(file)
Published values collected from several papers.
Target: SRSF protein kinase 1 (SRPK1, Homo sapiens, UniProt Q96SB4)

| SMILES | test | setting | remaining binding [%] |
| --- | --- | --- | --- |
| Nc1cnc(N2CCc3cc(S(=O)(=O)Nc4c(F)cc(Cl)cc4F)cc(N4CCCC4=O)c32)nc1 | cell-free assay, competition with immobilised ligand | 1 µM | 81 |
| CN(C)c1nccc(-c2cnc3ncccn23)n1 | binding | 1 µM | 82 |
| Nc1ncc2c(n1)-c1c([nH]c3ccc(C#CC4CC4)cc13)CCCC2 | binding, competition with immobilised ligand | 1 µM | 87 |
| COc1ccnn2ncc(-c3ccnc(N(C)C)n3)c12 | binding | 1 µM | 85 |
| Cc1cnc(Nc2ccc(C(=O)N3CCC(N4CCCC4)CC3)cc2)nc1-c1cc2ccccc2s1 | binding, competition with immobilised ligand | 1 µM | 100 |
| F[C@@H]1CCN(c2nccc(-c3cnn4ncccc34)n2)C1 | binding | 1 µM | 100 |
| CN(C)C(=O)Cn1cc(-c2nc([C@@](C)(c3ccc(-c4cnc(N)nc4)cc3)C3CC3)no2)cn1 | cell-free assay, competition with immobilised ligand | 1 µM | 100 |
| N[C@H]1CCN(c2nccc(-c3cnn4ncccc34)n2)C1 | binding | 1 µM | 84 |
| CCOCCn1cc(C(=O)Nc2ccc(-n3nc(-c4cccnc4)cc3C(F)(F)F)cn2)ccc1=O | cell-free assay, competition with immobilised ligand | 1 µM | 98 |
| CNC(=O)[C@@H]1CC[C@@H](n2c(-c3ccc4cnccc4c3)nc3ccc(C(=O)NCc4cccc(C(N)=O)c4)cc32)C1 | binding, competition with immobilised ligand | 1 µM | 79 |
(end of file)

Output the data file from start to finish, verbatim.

Published values collected from several papers.
Target: SRSF protein kinase 1 (SRPK1, Homo sapiens, UniProt Q96SB4)

| SMILES | test | setting | remaining binding [%] |
| --- | --- | --- | --- |
| Nc1cnc(N2CCc3cc(S(=O)(=O)Nc4c(F)cc(Cl)cc4F)cc(N4CCCC4=O)c32)nc1 | cell-free assay, competition with immobilised ligand | 1 µM | 81 |
| CN(C)c1nccc(-c2cnc3ncccn23)n1 | binding | 1 µM | 82 |
| Nc1ncc2c(n1)-c1c([nH]c3ccc(C#CC4CC4)cc13)CCCC2 | binding, competition with immobilised ligand | 1 µM | 87 |
| COc1ccnn2ncc(-c3ccnc(N(C)C)n3)c12 | binding | 1 µM | 85 |
| Cc1cnc(Nc2ccc(C(=O)N3CCC(N4CCCC4)CC3)cc2)nc1-c1cc2ccccc2s1 | binding, competition with immobilised ligand | 1 µM | 100 |
| F[C@@H]1CCN(c2nccc(-c3cnn4ncccc34)n2)C1 | binding | 1 µM | 100 |
| CN(C)C(=O)Cn1cc(-c2nc([C@@](C)(c3ccc(-c4cnc(N)nc4)cc3)C3CC3)no2)cn1 | cell-free assay, competition with immobilised ligand | 1 µM | 100 |
| N[C@H]1CCN(c2nccc(-c3cnn4ncccc34)n2)C1 | binding | 1 µM | 84 |
| CCOCCn1cc(C(=O)Nc2ccc(-n3nc(-c4cccnc4)cc3C(F)(F)F)cn2)ccc1=O | cell-free assay, competition with immobilised ligand | 1 µM | 98 |
| CNC(=O)[C@@H]1CC[C@@H](n2c(-c3ccc4cnccc4c3)nc3ccc(C(=O)NCc4cccc(C(N)=O)c4)cc32)C1 | binding, competition with immobilised ligand | 1 µM | 79 |